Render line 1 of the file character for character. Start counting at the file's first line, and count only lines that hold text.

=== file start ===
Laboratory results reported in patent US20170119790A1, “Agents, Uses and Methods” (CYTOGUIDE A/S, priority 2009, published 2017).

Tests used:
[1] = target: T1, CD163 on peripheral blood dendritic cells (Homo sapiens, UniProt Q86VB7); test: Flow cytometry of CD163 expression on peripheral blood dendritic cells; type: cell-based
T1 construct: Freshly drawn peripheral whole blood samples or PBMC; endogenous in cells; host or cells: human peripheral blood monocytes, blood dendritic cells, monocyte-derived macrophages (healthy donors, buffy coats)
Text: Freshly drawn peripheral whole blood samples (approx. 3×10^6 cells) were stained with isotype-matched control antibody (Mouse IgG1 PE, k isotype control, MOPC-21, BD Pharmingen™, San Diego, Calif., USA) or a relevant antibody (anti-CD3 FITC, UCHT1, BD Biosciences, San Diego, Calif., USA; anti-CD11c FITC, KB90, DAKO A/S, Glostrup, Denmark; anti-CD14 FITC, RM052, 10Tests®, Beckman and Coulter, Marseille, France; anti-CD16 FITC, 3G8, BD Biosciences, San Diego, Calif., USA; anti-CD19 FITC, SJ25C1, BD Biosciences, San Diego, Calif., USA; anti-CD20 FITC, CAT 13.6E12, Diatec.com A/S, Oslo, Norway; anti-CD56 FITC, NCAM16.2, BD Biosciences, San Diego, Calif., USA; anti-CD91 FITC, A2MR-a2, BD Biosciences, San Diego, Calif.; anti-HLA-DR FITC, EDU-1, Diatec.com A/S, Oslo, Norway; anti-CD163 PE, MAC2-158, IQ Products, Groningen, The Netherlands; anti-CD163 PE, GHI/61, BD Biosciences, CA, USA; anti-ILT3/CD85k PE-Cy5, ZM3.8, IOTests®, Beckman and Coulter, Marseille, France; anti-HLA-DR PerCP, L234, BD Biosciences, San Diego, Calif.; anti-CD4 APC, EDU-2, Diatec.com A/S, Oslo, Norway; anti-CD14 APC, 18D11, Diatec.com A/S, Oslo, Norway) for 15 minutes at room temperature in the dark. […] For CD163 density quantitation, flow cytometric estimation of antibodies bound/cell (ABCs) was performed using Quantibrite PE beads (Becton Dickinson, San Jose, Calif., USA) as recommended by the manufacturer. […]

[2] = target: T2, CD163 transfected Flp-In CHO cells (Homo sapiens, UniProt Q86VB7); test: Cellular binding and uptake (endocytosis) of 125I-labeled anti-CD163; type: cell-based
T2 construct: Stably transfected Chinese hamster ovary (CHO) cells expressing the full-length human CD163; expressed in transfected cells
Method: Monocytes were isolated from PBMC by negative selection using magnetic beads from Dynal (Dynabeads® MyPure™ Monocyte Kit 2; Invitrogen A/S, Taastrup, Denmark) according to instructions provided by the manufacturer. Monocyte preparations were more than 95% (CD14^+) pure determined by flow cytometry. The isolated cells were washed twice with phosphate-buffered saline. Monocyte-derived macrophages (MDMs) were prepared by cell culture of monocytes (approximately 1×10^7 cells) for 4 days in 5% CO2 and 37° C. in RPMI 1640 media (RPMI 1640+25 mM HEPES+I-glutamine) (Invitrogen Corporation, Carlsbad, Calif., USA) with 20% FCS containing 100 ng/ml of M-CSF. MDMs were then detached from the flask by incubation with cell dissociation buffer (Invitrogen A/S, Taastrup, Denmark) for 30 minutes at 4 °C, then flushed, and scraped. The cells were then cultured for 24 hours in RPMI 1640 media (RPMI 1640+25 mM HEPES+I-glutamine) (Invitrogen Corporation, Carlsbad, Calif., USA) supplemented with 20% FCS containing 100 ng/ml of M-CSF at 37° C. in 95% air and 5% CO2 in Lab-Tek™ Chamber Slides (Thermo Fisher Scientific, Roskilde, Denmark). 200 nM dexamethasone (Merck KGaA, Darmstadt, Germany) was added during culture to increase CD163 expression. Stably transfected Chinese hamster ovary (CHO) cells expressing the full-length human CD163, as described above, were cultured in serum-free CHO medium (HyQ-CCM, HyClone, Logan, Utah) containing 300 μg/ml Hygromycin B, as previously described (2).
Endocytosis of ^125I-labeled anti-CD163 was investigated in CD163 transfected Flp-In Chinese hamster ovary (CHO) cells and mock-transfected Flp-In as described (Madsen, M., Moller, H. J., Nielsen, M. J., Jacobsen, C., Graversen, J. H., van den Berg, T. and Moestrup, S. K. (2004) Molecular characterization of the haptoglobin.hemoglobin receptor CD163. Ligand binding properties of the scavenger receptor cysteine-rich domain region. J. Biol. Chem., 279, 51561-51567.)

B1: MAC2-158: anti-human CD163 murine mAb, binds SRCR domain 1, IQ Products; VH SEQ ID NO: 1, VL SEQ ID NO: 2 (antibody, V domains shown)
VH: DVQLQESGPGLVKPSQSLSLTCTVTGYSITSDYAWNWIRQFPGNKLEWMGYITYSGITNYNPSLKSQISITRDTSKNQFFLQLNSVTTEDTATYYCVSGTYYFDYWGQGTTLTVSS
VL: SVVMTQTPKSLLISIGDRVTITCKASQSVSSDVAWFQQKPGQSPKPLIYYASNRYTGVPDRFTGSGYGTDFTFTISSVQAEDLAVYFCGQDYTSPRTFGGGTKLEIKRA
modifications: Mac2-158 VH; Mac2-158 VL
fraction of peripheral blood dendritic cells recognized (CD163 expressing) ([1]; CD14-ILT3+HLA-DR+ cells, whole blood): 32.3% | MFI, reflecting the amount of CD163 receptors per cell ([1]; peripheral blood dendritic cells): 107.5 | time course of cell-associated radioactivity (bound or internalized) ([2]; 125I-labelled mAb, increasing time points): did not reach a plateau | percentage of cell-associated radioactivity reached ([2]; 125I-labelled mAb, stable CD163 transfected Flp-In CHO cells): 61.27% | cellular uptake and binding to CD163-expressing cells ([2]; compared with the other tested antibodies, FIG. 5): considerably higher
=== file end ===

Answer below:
Laboratory results reported in patent US20170119790A1, “Agents, Uses and Methods” (CYTOGUIDE A/S, priority 2009, published 2017).